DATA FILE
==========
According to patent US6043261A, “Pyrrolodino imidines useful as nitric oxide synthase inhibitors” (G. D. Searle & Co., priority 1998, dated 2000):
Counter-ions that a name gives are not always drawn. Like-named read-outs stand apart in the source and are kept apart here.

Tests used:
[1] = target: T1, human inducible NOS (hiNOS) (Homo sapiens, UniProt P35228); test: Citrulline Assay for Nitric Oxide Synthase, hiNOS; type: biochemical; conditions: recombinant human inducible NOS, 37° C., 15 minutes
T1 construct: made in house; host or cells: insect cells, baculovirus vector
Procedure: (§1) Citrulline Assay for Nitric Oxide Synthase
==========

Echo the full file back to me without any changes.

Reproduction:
According to patent US6043261A, “Pyrrolodino imidines useful as nitric oxide synthase inhibitors” (G. D. Searle & Co., priority 1998, dated 2000):
Counter-ions that a name gives are not always drawn. Like-named read-outs stand apart in the source and are kept apart here.

Tests used:
[1] = target: T1, human inducible NOS (hiNOS) (Homo sapiens, UniProt P35228); test: Citrulline Assay for Nitric Oxide Synthase, hiNOS; type: biochemical; conditions: recombinant human inducible NOS, 37° C., 15 minutes
T1 construct: made in house; host or cells: insect cells, baculovirus vector
Procedure: (§1) Citrulline Assay for Nitric Oxide Synthase